Mistletoe Fig


Mistletoe Fig, Ficus Deltoides, Mas Cotek
A native of the Malayan archipelago, the plant species are male and female. The leaves of female species are big and round in shape, while the male species are small, round and long in shape.

Ficus are one of the most important components of tropical forest ecosystems suppling fruit throughout the year to a range of small animals sometimes when other sources are in short supply.

"Different parts of the plant are used traditionally to treat various kinds of ailments. The fruits are used to relieve headache, chewed for toothache and cold, whereas powdered root and leaves of the plant has been applied externally to wounds and sores. Additionally, root and leaves around the joints for relief of rheumatism and traditionally consumed as herbal drink for women after childbirth to help in strengthen up the uterus." from here/



Roost, Repurposed & Recycled

Salad bar and frozen yogurt menu items have been expanded to include things like sausage and mash since they expanded downstairs but the charm of the upstairs lounge with the hand built upcycled furniture is still this place's main draw.  A quiet chill out place in downtown JB where you can admire the inspired decor - wooden hanger chandelier and cardboard chairs, with a coffee or a beer.

Roost, Repurposed & Recycled is on 14, Jalan Trus Johor Bahru. They are open Mon - Sun: 18:00 - 12:00.

Reliving Johor's Green heritage - New Straits Times


BOUNTIFUL NATURE: Students cultivate a relationship with the environment by getting to know local trees, plants, fruits and flowers by name

JOHORE BAHRU: JOHOR Green, a social enterprise with a concern for green issues in the state, recently engaged a group of 30 students from Sri Ara Private School  about our landscape.
Facilitator Chris Parry, who is Johor Green founder, said that our landscape defines our identity and challenged the students to think about Johor's green heritage.
Foreign students including Japanese, Australian, Indian, Pakistani and Malaysians gave interesting responses which are indicative of how urbanisation and modern consumerism has changed our perception of the landscape in our neighbourhood.
While the delicate rose is the pride of England, the Japanese treasure their cherry blossoms and even have festivals to celebrate them. When we think of the landscape in the Wild Wild West, thoughts of the desert, cactus and tumbleweed come to mind.
Cowboys are so inspired by their landscape that they composed songs about lonesome pines and the prairies.
Very often we are better acquainted with flora and fauna that we see in movies and hear from songs rather than those at our very doorstep.
In fact, many of our local plant species have been overshadowed by the more showy South American species like heliconias and bougainvillea.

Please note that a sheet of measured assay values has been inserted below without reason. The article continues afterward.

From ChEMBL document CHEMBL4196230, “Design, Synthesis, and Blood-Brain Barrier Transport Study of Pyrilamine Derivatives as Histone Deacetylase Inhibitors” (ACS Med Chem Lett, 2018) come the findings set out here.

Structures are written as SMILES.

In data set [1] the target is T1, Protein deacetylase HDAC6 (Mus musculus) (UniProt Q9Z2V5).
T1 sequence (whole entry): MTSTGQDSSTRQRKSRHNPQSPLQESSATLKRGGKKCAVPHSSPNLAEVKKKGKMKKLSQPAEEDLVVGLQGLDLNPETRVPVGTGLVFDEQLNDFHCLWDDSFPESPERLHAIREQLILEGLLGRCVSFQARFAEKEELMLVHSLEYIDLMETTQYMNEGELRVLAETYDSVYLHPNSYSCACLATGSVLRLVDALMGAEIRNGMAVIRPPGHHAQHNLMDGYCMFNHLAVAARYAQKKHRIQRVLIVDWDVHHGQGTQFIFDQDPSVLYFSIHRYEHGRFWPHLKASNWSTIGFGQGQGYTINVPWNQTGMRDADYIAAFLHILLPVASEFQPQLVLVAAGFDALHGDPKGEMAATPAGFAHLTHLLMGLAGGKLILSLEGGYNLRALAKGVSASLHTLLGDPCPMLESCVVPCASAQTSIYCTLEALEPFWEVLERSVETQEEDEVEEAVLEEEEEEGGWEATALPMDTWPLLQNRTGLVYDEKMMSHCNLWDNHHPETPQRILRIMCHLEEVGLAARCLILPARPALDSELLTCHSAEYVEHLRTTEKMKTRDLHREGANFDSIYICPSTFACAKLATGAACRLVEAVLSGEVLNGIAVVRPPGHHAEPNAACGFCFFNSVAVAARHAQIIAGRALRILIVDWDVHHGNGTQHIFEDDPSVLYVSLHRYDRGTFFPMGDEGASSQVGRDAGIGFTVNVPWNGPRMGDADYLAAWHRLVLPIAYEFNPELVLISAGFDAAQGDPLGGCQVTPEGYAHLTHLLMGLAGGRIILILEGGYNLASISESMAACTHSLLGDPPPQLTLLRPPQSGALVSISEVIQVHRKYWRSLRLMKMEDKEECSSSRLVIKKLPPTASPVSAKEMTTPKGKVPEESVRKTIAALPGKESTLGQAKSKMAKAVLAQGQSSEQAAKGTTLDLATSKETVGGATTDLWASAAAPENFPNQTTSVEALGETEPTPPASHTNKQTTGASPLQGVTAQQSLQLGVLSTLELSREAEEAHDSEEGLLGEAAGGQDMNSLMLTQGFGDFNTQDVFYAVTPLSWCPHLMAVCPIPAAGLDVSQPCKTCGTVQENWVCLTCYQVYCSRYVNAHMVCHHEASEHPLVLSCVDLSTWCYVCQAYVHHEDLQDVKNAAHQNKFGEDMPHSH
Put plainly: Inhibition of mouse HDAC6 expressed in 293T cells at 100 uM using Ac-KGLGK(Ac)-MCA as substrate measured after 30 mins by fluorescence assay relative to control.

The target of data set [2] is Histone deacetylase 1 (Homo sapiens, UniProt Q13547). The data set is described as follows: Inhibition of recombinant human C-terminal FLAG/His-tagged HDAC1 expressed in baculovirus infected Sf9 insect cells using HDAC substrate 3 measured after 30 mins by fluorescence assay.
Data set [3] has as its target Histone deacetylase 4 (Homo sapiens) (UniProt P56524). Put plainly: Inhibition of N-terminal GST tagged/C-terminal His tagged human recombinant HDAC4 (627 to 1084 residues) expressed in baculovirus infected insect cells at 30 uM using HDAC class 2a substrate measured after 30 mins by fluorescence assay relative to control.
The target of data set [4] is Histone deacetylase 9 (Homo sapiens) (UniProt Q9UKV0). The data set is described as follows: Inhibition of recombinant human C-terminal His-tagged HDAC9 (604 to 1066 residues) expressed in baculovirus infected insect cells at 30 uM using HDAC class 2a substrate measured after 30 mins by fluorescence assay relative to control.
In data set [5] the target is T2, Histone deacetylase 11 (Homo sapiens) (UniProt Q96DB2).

Is it then not surprising to discover that our national flower, the hibiscus or bunga raya, is not native to Malaysia?
Parry, a former New York-based graphic artist, is a textile designer with a passion for botany and gardening.
Having lived abroad for many years, he has a special affinity for local flora and encouraged the students to cultivate a relationship with the environment by getting to know local trees, plants, fruits and flowers by name.
By illustrating that we respond more spontaneously to helping people we know by name rather than to strangers, he hoped that the students will get better acquainted with local botanical treasures and value our environment for future generations.
To create an awareness of the wealth of our green heritage, the students were introduced to a range of local plants, many of which are usually ignored on roadsides or uninvited into our gardens.
As Parry discussed with the students, a variety of twigs with leaves and flowers were passed around for the students to touch and smell.
He encouraged them to learn their common and scientific names, where they commonly grow, how they can be an inspiration for art and their cultural and heritage importance in our community.
A recent Johor Green initiative called Our Green Heritage is portrayed in original artworks that feature familiar Malaysian flora for sale as posters, notebooks and cards.
Some of these materials were used to interest the students in the local landscape and to show them how ordinary flora can inspire the composition and creation of stunning artwork.
"We plan to organise talks in local schools and promote the idea of knowing the names of our Malaysian flora, recognise the beauty and breath of our botanic diversity and also our rich history of local ethnobotanic traditions that use plants to make everything from food colouring to furniture," said Parry.
"We hope to spark an interest among the youth and let them be curious to find out more for themselves," he added.